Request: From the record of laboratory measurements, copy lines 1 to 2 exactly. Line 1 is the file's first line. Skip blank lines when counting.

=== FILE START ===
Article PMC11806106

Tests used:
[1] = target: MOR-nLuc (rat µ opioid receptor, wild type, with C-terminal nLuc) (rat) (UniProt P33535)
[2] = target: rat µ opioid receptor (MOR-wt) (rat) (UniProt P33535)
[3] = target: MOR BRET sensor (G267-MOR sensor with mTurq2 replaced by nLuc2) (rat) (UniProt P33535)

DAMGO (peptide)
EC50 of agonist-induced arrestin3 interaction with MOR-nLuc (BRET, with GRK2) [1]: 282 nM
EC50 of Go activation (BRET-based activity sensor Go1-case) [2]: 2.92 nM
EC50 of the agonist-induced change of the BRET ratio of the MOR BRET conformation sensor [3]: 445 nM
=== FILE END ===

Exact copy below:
Article PMC11806106

Tests used: